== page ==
During the reading of one of the most remarkable books published in recent years in Romania, Two Essays on Paradise (2018), I was deeply impressed by the author’s testimony:
“Although all my life I have been engaged in trying to understand things, and I have searched in everything, much more than my pleasure, lucidity without rest, mine and of culture, very late I understood that the theme of my life has always been paradise.”[i]
Horia-Roman Patapievici, a thinker reminiscent, through his culture, of the medieval Doctors or the learned scholars of the Renaissance, reveals to his readers that Paradise represents the deepest motivation of his prodigious intellectual activity. Let us note the fact that he referred to Paradise as the theme of his entire life. If we conceive the life of any individual as a vast symphony, in which decisions, deeds, events, in a word all the elements that compose it correspond to the tones and harmonies of a musical work, there must be, of course, a theme of it. In the case of Patapievici, the underlying theme of the “symphony” of his entire life is Paradise. Shouldn’t this be the theme embraced by all human beings? And shouldn’t this be the most important testimony of a Christian? Is there anything more important than returning to that world from which Adam and Eve were expelled following the committed sin? My questions are, of course, rhetorical. For Paradise – also called the “Kingdom of Heaven” or the “Heavenly Jerusalem” – is the main goal of the Christian life.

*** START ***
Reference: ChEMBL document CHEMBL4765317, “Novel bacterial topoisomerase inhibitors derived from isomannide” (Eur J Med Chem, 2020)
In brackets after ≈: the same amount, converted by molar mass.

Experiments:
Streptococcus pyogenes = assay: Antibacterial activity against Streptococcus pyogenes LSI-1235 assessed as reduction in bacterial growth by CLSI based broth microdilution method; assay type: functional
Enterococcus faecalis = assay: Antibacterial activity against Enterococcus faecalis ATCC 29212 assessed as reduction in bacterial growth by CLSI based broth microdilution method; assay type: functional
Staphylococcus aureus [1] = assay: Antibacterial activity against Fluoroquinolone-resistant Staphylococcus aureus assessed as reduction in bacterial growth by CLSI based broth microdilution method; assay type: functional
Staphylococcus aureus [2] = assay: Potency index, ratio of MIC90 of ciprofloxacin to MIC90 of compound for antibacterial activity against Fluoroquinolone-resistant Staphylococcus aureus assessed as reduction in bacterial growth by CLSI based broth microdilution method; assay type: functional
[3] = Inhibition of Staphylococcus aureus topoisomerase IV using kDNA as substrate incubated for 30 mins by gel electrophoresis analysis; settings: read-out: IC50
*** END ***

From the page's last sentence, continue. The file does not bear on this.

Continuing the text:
When we hear today about a “boring” paradise or an “empty” hell, we understand that it is dealing with a major crisis of faith for those who propagate such images.